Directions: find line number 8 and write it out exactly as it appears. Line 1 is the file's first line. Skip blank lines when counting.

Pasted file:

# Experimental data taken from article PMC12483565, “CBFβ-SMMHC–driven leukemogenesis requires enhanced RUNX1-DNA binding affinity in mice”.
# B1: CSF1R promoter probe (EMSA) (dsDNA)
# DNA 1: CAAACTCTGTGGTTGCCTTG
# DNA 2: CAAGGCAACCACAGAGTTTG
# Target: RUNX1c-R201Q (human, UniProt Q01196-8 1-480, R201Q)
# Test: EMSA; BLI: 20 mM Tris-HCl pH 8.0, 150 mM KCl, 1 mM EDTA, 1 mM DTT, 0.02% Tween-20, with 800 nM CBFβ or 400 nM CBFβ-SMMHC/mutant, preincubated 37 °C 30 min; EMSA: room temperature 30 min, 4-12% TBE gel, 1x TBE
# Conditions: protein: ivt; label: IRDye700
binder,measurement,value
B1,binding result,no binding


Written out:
binder,measurement,value